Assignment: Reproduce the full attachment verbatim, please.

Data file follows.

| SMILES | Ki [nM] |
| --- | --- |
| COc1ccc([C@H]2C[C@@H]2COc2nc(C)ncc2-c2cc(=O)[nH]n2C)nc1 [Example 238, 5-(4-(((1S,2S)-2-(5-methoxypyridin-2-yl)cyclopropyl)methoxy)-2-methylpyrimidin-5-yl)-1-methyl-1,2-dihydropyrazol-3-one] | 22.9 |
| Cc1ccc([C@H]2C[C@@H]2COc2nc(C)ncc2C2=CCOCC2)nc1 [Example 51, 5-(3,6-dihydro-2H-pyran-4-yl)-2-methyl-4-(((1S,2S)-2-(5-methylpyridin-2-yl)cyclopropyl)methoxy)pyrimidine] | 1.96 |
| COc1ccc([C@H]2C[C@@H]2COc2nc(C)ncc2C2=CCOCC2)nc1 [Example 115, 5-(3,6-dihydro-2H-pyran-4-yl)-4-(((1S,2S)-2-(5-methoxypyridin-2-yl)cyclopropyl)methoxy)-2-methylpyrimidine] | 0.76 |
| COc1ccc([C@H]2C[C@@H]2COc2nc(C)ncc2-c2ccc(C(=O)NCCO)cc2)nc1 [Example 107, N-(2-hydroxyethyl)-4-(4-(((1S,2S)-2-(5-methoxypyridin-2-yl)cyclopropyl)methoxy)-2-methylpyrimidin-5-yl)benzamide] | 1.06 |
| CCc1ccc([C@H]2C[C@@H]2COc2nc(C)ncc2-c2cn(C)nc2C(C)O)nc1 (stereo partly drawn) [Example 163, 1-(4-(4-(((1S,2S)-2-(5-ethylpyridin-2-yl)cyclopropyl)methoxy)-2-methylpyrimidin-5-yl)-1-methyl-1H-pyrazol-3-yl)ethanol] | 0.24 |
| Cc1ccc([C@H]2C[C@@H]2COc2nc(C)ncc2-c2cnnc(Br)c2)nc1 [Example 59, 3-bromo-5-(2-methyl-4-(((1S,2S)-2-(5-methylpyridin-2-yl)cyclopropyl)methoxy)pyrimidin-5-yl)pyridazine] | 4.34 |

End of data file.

| SMILES | Ki [nM] |
| --- | --- |
| COc1ccc([C@H]2C[C@@H]2COc2nc(C)ncc2-c2cc(=O)[nH]n2C)nc1 [Example 238, 5-(4-(((1S,2S)-2-(5-methoxypyridin-2-yl)cyclopropyl)methoxy)-2-methylpyrimidin-5-yl)-1-methyl-1,2-dihydropyrazol-3-one] | 22.9 |
| Cc1ccc([C@H]2C[C@@H]2COc2nc(C)ncc2C2=CCOCC2)nc1 [Example 51, 5-(3,6-dihydro-2H-pyran-4-yl)-2-methyl-4-(((1S,2S)-2-(5-methylpyridin-2-yl)cyclopropyl)methoxy)pyrimidine] | 1.96 |
| COc1ccc([C@H]2C[C@@H]2COc2nc(C)ncc2C2=CCOCC2)nc1 [Example 115, 5-(3,6-dihydro-2H-pyran-4-yl)-4-(((1S,2S)-2-(5-methoxypyridin-2-yl)cyclopropyl)methoxy)-2-methylpyrimidine] | 0.76 |
| COc1ccc([C@H]2C[C@@H]2COc2nc(C)ncc2-c2ccc(C(=O)NCCO)cc2)nc1 [Example 107, N-(2-hydroxyethyl)-4-(4-(((1S,2S)-2-(5-methoxypyridin-2-yl)cyclopropyl)methoxy)-2-methylpyrimidin-5-yl)benzamide] | 1.06 |
| CCc1ccc([C@H]2C[C@@H]2COc2nc(C)ncc2-c2cn(C)nc2C(C)O)nc1 (stereo partly drawn) [Example 163, 1-(4-(4-(((1S,2S)-2-(5-ethylpyridin-2-yl)cyclopropyl)methoxy)-2-methylpyrimidin-5-yl)-1-methyl-1H-pyrazol-3-yl)ethanol] | 0.24 |
| Cc1ccc([C@H]2C[C@@H]2COc2nc(C)ncc2-c2cnnc(Br)c2)nc1 [Example 59, 3-bromo-5-(2-methyl-4-(((1S,2S)-2-(5-methylpyridin-2-yl)cyclopropyl)methoxy)pyrimidin-5-yl)pyridazine] | 4.34 |